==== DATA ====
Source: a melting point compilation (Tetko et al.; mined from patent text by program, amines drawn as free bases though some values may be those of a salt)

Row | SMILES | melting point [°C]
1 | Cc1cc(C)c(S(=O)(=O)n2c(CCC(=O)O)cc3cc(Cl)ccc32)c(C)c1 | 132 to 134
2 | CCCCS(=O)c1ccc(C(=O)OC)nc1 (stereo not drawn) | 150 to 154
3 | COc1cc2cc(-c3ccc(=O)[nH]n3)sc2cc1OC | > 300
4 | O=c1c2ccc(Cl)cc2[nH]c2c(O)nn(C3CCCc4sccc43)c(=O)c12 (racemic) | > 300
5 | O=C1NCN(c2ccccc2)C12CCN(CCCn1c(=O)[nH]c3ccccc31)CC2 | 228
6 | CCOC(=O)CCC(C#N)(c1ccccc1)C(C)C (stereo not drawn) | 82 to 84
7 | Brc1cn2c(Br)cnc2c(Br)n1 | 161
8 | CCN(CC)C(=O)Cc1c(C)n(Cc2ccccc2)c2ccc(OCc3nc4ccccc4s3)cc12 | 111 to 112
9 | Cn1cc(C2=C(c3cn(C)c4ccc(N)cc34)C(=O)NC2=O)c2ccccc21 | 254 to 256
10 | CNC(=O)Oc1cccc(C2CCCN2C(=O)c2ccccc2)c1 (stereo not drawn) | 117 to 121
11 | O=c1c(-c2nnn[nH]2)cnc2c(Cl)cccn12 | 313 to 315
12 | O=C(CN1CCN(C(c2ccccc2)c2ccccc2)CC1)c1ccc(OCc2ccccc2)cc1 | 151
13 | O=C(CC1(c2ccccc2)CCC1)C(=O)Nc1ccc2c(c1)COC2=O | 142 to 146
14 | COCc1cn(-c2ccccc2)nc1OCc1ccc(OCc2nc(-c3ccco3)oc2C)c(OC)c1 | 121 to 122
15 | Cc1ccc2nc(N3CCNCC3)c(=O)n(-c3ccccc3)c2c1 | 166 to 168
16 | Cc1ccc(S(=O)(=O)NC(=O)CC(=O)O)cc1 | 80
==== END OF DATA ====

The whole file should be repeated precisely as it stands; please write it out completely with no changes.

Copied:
Source: a melting point compilation (Tetko et al.; mined from patent text by program, amines drawn as free bases though some values may be those of a salt)

Row | SMILES | melting point [°C]
1 | Cc1cc(C)c(S(=O)(=O)n2c(CCC(=O)O)cc3cc(Cl)ccc32)c(C)c1 | 132 to 134
2 | CCCCS(=O)c1ccc(C(=O)OC)nc1 (stereo not drawn) | 150 to 154
3 | COc1cc2cc(-c3ccc(=O)[nH]n3)sc2cc1OC | > 300
4 | O=c1c2ccc(Cl)cc2[nH]c2c(O)nn(C3CCCc4sccc43)c(=O)c12 (racemic) | > 300
5 | O=C1NCN(c2ccccc2)C12CCN(CCCn1c(=O)[nH]c3ccccc31)CC2 | 228
6 | CCOC(=O)CCC(C#N)(c1ccccc1)C(C)C (stereo not drawn) | 82 to 84
7 | Brc1cn2c(Br)cnc2c(Br)n1 | 161
8 | CCN(CC)C(=O)Cc1c(C)n(Cc2ccccc2)c2ccc(OCc3nc4ccccc4s3)cc12 | 111 to 112
9 | Cn1cc(C2=C(c3cn(C)c4ccc(N)cc34)C(=O)NC2=O)c2ccccc21 | 254 to 256
10 | CNC(=O)Oc1cccc(C2CCCN2C(=O)c2ccccc2)c1 (stereo not drawn) | 117 to 121
11 | O=c1c(-c2nnn[nH]2)cnc2c(Cl)cccn12 | 313 to 315
12 | O=C(CN1CCN(C(c2ccccc2)c2ccccc2)CC1)c1ccc(OCc2ccccc2)cc1 | 151
13 | O=C(CC1(c2ccccc2)CCC1)C(=O)Nc1ccc2c(c1)COC2=O | 142 to 146
14 | COCc1cn(-c2ccccc2)nc1OCc1ccc(OCc2nc(-c3ccco3)oc2C)c(OC)c1 | 121 to 122
15 | Cc1ccc2nc(N3CCNCC3)c(=O)n(-c3ccccc3)c2c1 | 166 to 168
16 | Cc1ccc(S(=O)(=O)NC(=O)CC(=O)O)cc1 | 80